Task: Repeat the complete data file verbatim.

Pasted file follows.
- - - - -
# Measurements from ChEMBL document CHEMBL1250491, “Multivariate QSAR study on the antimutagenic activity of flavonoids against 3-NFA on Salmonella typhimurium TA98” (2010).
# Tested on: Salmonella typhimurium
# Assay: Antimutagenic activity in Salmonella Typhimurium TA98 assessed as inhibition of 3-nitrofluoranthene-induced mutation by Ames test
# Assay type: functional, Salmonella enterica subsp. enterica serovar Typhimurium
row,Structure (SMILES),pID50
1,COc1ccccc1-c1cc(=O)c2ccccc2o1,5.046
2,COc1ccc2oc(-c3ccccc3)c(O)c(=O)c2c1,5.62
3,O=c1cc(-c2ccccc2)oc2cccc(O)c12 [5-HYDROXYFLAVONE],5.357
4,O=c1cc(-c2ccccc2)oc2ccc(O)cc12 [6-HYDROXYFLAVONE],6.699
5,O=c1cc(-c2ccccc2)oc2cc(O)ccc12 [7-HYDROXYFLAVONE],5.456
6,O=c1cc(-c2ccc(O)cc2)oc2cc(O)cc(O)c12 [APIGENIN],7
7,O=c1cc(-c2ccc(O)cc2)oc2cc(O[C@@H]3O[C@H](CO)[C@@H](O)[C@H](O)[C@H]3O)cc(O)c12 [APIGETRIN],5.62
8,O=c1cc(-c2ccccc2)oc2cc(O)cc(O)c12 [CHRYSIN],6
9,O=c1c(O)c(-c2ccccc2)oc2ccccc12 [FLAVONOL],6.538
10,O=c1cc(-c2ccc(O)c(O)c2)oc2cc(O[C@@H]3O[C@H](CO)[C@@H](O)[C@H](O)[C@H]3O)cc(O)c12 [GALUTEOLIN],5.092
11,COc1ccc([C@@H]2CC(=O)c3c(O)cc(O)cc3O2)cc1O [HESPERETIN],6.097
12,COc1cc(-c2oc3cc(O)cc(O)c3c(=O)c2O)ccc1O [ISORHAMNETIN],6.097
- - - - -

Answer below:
# Measurements from ChEMBL document CHEMBL1250491, “Multivariate QSAR study on the antimutagenic activity of flavonoids against 3-NFA on Salmonella typhimurium TA98” (2010).
# Tested on: Salmonella typhimurium
# Assay: Antimutagenic activity in Salmonella Typhimurium TA98 assessed as inhibition of 3-nitrofluoranthene-induced mutation by Ames test
# Assay type: functional, Salmonella enterica subsp. enterica serovar Typhimurium
row,Structure (SMILES),pID50
1,COc1ccccc1-c1cc(=O)c2ccccc2o1,5.046
2,COc1ccc2oc(-c3ccccc3)c(O)c(=O)c2c1,5.62
3,O=c1cc(-c2ccccc2)oc2cccc(O)c12 [5-HYDROXYFLAVONE],5.357
4,O=c1cc(-c2ccccc2)oc2ccc(O)cc12 [6-HYDROXYFLAVONE],6.699
5,O=c1cc(-c2ccccc2)oc2cc(O)ccc12 [7-HYDROXYFLAVONE],5.456
6,O=c1cc(-c2ccc(O)cc2)oc2cc(O)cc(O)c12 [APIGENIN],7
7,O=c1cc(-c2ccc(O)cc2)oc2cc(O[C@@H]3O[C@H](CO)[C@@H](O)[C@H](O)[C@H]3O)cc(O)c12 [APIGETRIN],5.62
8,O=c1cc(-c2ccccc2)oc2cc(O)cc(O)c12 [CHRYSIN],6
9,O=c1c(O)c(-c2ccccc2)oc2ccccc12 [FLAVONOL],6.538
10,O=c1cc(-c2ccc(O)c(O)c2)oc2cc(O[C@@H]3O[C@H](CO)[C@@H](O)[C@H](O)[C@H]3O)cc(O)c12 [GALUTEOLIN],5.092
11,COc1ccc([C@@H]2CC(=O)c3c(O)cc(O)cc3O2)cc1O [HESPERETIN],6.097
12,COc1cc(-c2oc3cc(O)cc(O)c3c(=O)c2O)ccc1O [ISORHAMNETIN],6.097